Parliamentary Finance Committee chairman Kimmo Sasi (Nat. Coalition Party) has vehemently defended the proposal to introduce value-added tax (VAT) on newspaper and magazine subscriptions, which currently have no VAT.
In Parliament, the government parties will soon push through the proposed bill to impose a 9% VAT levy on journal and newspaper subscriptions.
According to Sasi, in this matter the printed media has been heard a lot.
“As far as the press lobbying for their cause, rarely have I seen such a counterproductive performance.”
In Sasi’s opinion the press “have a tendency towards arrogance”.
“Because we can write whatever we want about the politicians, they have to dance to our tune”, was the way he described attitudes in the branch.
Sasi shrugged off the fears of the possible consequences of the tax.
He reckoned that Helsingin Sanomat and the provincial newspapers with a monopoly status will continue to do well. In Sasi’s opinion the price rise estimates presented to Parliament were “completely off-target".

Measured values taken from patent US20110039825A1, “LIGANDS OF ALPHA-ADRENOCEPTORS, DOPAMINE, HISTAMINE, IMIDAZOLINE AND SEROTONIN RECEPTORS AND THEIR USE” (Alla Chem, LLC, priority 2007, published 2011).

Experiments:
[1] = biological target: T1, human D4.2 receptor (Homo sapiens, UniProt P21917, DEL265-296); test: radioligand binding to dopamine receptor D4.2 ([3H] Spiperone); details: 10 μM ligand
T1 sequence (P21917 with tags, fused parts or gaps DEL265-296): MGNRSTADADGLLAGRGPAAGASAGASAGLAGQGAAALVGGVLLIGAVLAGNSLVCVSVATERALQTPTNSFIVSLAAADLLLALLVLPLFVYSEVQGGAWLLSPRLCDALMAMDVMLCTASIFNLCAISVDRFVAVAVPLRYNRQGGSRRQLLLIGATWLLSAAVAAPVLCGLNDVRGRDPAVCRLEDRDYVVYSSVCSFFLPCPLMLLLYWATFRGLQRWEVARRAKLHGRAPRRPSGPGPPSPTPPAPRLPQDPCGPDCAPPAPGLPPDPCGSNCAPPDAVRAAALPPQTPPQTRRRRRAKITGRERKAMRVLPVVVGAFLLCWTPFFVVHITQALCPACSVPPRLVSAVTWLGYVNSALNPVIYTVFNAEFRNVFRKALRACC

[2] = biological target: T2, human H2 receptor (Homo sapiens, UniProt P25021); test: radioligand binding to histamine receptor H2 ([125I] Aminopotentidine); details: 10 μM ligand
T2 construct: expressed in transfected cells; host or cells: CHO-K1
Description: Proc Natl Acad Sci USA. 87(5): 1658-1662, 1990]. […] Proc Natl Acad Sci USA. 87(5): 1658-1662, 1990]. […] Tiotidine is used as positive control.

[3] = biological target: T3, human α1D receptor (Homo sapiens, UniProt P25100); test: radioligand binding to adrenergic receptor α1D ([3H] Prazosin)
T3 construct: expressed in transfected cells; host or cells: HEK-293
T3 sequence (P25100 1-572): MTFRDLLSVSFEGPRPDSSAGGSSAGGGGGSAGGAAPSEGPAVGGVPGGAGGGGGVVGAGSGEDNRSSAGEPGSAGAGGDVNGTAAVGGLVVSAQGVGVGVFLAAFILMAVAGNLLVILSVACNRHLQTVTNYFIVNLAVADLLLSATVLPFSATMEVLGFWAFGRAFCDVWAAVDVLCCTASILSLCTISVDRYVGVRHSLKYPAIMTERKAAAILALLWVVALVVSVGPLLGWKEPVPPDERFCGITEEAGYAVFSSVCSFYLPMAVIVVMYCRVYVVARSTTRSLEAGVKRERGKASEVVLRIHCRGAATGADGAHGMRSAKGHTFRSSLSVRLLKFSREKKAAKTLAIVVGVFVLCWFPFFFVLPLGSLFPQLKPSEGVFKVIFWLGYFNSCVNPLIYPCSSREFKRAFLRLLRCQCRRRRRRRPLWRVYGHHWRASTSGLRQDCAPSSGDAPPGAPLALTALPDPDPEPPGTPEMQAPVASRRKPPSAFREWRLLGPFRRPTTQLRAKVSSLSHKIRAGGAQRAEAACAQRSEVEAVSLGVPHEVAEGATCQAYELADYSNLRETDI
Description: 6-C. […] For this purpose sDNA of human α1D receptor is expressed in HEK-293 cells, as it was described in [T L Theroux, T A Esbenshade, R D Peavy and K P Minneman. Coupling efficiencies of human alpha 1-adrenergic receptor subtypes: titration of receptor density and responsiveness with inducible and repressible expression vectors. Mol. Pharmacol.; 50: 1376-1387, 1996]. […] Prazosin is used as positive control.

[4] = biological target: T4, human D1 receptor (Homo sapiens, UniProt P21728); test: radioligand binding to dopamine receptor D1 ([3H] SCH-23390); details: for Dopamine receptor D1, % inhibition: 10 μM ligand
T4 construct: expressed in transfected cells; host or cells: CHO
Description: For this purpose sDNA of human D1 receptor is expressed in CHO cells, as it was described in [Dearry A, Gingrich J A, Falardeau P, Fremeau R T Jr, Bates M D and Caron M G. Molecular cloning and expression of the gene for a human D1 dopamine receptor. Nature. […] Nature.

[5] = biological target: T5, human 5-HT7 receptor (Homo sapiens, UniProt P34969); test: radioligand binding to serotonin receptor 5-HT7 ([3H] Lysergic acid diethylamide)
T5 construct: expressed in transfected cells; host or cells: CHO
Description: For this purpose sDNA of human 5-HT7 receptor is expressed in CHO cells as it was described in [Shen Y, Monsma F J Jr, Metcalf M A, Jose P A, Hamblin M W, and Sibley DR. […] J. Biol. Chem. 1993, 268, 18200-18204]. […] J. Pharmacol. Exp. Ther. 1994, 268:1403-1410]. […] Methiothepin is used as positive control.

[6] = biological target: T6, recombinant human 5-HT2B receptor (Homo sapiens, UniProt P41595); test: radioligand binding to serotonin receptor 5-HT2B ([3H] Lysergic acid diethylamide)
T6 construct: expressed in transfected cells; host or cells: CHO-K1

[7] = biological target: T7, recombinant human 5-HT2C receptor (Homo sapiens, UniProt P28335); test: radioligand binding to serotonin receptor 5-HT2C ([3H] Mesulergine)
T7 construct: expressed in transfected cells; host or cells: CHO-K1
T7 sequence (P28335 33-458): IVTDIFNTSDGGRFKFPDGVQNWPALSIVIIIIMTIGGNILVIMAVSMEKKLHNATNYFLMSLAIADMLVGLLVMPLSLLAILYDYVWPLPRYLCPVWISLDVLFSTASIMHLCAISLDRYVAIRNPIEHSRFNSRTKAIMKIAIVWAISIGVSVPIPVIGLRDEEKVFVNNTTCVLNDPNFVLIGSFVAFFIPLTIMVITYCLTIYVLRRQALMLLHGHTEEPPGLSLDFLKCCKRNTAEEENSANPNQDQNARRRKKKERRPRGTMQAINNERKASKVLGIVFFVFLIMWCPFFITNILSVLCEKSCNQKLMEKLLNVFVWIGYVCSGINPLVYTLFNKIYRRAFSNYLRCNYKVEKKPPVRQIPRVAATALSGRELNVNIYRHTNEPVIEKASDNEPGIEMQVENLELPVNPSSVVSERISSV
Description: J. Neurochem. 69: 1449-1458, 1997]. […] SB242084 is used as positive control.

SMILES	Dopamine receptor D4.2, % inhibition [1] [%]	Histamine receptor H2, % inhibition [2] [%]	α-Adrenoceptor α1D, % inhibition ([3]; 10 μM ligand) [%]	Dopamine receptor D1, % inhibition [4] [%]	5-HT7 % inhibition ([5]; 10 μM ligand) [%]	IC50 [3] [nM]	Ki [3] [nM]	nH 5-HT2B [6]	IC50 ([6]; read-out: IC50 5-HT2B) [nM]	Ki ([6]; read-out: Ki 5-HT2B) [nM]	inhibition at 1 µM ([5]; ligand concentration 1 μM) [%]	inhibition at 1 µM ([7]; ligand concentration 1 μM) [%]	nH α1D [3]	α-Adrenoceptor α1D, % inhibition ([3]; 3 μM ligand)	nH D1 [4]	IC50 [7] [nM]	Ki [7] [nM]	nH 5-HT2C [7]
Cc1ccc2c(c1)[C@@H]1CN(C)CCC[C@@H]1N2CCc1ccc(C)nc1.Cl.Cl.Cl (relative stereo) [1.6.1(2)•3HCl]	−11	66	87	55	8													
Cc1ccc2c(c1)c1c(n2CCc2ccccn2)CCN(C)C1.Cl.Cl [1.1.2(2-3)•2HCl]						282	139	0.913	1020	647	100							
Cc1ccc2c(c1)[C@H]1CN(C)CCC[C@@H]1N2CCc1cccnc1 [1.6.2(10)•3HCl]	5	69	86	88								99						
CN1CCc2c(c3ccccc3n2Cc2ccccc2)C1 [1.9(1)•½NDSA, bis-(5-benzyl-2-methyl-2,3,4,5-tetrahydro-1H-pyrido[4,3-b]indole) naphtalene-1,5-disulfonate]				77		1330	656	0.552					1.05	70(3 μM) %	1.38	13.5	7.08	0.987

Sasi questioned the claims by the press that democracy itself would suffer and the quality of mass communication would be weakened.
Sasi also wondered if furthering democracy indeed rested so squarely on the shoulders of the domestic press.
He said that unfortunately the Finnish politicians are these days obliged to read the Financial Times if they want to keep up with what is happening with the euro crisis.
Reading Helsingin Sanomat alone is simply not enough, even though the paper “is pretty good when it comes to reporting on domestic politics”.
From local newspapers Sasi found “a certain amount” of incompetence.